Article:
The cursed season of Andrea Bargnani is now officially over. The Toronto Raptors announced Wednesday their starting power forward has been shut down because of a new injury in his blighted right elbow.
Picked first overall by the Raptors in 2006, Bargnani has spent his entire pro career north of the border, but that too may be coming to an end. The club owes him $22 million over the next two years under the terms of a $50-million deal signed in 2009.
It appears Toronto will never be able to get value for money (or their high draft pick) considering Bargnani’s career per-game averages in the past seven seasons: 15.2 points, 4.8 total rebounds (3.9 defensive), .437 field-goal percentage, 1.3 assists and 0.9 blocks — about the only positive is his .825 percentage from the charity stripe.
Logic dictates it’s probably best for both sides if the 27-year-old is traded or cut loose to be able to catch on elsewhere. The thing is, general manager Bryan Colangelo may not be so willing to admit defeat and move on. What GM can, especially when the topic is a 7-foot No. 1 who is supposedly entering his prime time as an athlete?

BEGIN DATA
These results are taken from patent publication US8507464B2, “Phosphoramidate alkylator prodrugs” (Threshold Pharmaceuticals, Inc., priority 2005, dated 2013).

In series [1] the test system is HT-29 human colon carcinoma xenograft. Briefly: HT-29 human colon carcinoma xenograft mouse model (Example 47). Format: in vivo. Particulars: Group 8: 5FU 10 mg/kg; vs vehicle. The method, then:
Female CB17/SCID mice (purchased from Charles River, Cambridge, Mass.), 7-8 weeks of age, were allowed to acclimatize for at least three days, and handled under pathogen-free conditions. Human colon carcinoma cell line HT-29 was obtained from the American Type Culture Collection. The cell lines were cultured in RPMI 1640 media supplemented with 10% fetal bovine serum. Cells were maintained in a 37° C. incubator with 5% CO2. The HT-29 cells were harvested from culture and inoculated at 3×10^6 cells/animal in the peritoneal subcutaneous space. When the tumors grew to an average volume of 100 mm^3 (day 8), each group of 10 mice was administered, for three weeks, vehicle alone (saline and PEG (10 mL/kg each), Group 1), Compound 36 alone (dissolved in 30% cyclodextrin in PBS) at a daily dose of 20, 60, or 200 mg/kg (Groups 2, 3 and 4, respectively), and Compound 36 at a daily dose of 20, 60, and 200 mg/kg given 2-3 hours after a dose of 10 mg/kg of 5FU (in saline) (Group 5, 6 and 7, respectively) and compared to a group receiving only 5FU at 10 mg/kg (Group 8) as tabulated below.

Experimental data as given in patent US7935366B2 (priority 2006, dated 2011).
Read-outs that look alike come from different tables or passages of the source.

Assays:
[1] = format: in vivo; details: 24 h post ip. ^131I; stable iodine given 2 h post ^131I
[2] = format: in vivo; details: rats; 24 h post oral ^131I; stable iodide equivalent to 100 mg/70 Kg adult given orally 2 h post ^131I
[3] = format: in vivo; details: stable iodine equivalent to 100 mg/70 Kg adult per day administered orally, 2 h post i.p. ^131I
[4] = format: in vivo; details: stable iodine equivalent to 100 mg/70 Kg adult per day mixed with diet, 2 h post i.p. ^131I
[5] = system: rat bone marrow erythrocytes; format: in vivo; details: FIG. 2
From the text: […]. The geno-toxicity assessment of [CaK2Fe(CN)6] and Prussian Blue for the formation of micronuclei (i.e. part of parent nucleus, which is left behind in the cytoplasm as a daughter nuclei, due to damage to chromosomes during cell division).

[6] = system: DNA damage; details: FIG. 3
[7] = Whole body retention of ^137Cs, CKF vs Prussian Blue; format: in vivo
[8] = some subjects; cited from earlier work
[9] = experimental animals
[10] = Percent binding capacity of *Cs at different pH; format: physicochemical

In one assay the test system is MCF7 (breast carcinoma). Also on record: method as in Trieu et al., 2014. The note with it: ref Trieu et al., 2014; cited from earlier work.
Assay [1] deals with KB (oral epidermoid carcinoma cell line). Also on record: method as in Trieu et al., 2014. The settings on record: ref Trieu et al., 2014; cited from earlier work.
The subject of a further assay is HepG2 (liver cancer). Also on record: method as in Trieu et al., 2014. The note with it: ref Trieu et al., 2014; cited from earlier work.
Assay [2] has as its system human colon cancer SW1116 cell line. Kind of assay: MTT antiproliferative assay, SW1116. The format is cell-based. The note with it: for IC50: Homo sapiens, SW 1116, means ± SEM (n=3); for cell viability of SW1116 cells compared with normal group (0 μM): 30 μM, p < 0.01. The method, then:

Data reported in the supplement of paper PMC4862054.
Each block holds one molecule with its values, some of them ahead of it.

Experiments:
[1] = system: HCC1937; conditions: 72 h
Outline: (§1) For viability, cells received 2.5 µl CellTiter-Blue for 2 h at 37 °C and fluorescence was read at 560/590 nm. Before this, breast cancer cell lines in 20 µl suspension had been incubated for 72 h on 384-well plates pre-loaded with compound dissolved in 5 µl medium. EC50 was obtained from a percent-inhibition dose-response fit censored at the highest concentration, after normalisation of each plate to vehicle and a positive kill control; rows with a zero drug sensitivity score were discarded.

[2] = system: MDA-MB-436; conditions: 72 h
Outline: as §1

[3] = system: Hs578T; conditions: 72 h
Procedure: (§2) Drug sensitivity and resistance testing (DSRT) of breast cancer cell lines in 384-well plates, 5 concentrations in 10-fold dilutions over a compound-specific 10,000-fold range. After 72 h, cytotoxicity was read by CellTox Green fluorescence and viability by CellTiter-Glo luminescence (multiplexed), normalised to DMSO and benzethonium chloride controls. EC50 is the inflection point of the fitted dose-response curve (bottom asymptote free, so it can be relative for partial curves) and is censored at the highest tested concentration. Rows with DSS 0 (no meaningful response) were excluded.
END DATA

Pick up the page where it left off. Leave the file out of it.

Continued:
Even the “prime time” description is debatable when it comes to Bargnani and his abilities. His trade value can’t be all that great right now: he’s missed more than half the season for the last two seasons due to various injuries, and his dedication to the game is constantly in question when he’s on the court.
He’s not good at defending or rebounding, his shooting from the floor isn’t that great when he *is* healthy, and he’s not known for his quickness either. If the Raptors have already committed approximately $28 million per year to keep both Rudy Gay and DeMar DeRozan, it doesn’t make fiscal sense to keep Bargnani around also, 7-footer or not.
What can they get for him? Maybe a middling draft pick or a bench player — maybe both, but that’s certainly no guarantee. Given the less-than-flattering descriptions in this story, what team would want him badly enough to offer those kinds of assets in a trade?Probably no one now. But maybe the scene will change by the summer, when Bargnani’s elbow, wrist and whatever else is bothering him has healed, and clubs are considering their roster.
Bargs might be had for cheap then, and the center position is notoriously difficult for teams to fill. You can teach just about everything but size, so he still has that going for him… which is nice. If he can find a way to re-energize himself, maybe he can revive his NBA career. For his sake, he better hope so.